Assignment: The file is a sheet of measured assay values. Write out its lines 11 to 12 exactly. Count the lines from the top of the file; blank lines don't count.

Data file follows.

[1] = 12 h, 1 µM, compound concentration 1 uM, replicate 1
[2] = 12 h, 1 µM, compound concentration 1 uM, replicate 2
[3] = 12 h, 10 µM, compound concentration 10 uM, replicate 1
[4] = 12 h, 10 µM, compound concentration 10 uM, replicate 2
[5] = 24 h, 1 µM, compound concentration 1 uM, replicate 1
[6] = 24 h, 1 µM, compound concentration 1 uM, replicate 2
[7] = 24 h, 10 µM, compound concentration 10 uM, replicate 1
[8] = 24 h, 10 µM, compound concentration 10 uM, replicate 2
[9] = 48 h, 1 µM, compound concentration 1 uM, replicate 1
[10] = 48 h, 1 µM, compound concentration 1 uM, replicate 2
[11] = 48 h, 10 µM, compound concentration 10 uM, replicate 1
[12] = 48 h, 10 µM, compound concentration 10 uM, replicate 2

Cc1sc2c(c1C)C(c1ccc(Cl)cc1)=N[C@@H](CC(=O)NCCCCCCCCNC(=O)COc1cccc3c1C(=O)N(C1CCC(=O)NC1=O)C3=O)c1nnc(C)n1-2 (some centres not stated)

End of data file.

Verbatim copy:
[11] = 48 h, 10 µM, compound concentration 10 uM, replicate 1
[12] = 48 h, 10 µM, compound concentration 10 uM, replicate 2